Cash from operations in 2009 was $1,365 compared with $1,234 in 2008, resulting in an increase of $131, or 11%. The improvement of $131 was principally related to a $1,639 cash inflow associated with working capital, $395 in lower pension contributions, and a positive change of $103 in noncurrent assets and noncurrent liabilities, all of which was mostly offset by significantly lower earnings (including the effects of non-cash income and expenses) and $147 in cash used for discontinued operations. The components of the change in working capital were as follows: a $443 decrease in receivables, primarily as a result of lower sales across all businesses and heightened collection efforts; a $1,611 reduction in inventories, mostly due to lower levels of inventory on-hand in response to a significant drop in demand, curtailed production at Alcoas refineries and smelters, and reduced costs for certain raw materials; a $223 decline in prepaid expenses and other current assets; a $653 decrease in accounts payable, trade, principally the result of fewer purchasing needs and declining commodity prices; a $187 increase in accrued expenses, mainly driven by a charge related to a European Commission decision on electricity pricing for smelters; and a decline of $172 in taxes, including income taxes, mostly due to the change from an operating income position to an operating loss position.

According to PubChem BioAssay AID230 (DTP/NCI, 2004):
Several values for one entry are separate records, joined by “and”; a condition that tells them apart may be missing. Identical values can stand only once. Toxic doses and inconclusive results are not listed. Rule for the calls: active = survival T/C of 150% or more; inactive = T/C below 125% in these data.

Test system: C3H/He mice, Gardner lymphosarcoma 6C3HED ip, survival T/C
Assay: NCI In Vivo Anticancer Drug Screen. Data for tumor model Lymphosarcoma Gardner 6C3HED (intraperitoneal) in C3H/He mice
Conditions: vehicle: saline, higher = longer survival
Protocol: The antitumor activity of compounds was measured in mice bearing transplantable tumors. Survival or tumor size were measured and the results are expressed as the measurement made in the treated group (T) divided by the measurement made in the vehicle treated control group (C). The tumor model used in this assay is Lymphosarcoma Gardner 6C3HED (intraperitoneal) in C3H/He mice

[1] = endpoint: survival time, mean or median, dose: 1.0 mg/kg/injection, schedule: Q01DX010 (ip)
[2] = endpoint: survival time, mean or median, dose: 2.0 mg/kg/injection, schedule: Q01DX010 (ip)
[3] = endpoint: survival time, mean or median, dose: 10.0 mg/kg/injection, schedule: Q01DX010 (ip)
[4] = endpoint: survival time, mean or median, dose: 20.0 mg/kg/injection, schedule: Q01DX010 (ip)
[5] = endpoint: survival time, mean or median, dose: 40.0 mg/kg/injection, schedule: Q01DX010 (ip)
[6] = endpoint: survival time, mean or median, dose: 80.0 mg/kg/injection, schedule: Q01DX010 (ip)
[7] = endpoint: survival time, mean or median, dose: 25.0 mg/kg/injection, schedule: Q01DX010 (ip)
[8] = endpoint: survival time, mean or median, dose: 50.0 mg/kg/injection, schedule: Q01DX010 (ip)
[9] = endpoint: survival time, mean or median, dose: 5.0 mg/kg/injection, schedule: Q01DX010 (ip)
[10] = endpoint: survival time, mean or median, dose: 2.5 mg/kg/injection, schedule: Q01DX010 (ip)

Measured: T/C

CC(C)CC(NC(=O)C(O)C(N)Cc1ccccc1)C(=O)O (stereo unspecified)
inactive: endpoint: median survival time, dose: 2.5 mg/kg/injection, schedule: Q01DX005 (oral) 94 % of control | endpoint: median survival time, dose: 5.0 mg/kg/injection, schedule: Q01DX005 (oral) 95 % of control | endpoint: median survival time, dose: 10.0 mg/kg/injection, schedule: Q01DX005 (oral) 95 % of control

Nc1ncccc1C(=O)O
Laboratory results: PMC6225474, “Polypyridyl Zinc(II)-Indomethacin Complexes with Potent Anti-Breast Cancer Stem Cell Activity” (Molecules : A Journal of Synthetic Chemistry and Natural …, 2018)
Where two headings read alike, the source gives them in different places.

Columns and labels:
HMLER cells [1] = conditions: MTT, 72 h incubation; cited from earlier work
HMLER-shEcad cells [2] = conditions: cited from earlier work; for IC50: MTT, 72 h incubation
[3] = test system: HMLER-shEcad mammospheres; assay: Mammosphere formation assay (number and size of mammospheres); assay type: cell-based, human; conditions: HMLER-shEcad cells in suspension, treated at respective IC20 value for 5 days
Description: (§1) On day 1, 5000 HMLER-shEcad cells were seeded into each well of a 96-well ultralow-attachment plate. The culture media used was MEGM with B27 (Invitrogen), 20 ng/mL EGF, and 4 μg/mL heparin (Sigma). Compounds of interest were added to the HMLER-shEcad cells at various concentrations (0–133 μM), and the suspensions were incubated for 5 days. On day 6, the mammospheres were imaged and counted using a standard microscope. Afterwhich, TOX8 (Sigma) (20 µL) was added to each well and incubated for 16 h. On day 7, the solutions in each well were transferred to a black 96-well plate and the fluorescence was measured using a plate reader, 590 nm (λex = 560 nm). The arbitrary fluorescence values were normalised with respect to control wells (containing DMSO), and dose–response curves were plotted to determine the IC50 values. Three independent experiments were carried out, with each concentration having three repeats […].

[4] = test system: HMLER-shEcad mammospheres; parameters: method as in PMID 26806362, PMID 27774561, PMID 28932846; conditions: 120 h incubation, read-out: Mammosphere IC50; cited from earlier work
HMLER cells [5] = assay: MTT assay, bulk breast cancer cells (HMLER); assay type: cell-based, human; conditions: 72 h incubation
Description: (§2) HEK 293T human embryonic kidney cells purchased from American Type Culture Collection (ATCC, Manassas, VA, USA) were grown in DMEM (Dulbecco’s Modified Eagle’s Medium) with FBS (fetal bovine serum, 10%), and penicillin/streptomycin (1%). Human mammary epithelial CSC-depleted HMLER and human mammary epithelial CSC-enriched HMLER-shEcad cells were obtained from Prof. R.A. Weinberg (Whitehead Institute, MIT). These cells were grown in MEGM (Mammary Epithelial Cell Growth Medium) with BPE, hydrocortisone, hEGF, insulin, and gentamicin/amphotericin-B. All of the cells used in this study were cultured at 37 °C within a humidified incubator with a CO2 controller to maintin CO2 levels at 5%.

Cash used for financing activities was $952 in 2010 compared with cash provided from financing activities of $37 in 2009 and $1,478 in 2008.
The use of cash in 2010 was primarily due to $1,757 in payments on long-term debt, mostly related to $511 for the repayment of 7.375% Notes due 2010 as scheduled, $825 for the early retirement of all of the 6.50% Notes due 2011 and a portion of the 6.00% Notes due 2012 and 5.375% Notes due 2013, and $287 related to previous borrowings on the loans supporting the São Luís refinery expansion and Juruti bauxite mine development in Brazil; $125 in dividends paid to shareholders; net cash paid to noncontrolling interests of $94, all of which relates to Alumina Limiteds share of AWAC; $66 in acquisitions of noncontrolling interests, mainly the result of the $60 paid to redeem the convertible securities of a subsidiary that were held by Alcoas former partner related to the joint venture in Saudi Arabia; and a change of $44 in short-term borrowings; partially offset by $1,126 in additions to long-term debt, $998 for the issuance of 6.150% Notes due 2020 and $76 related to borrowings under the loans that support the Estreito hydroelectric power project in Brazil.
The source of cash in 2009 was principally the result of $1,049 in additions to long-term debt, mainly driven by net proceeds of $562 from the issuance of $575 in convertible notes and $394 in borrowings under loans that support the São Luís refinery expansion, Juruti bauxite mine development, and Estreito hydroelectric power project in Brazil; net proceeds of $876 from the issuance of 172.5 million shares of common stock; and net cash received from noncontrolling interests of $340, principally related to Alumina Limiteds share of AWAC; all of which was mostly offset by a $1,535 decrease in outstanding commercial paper, partly due to tightening in the credit markets and a reduction in market availability as a result of the change in Alcoas credit ratings in early 2009; $228 in dividends paid to shareholders; a $292 net change in short-term borrowings ($1,300 was borrowed and repaid under Alcoas $1,900 364-day senior unsecured revolving credit facility in early 2009 and $255 in new loans to support Alcoa Alumínios export operations was borrowed and repaid during 2009), mostly the result of repayments of working capital loans in Spain and Asia and a $155 decrease in accounts payable settlement arrangements; and payments on long-term debt of $156, including $97 related to the loans in Brazil for growth projects.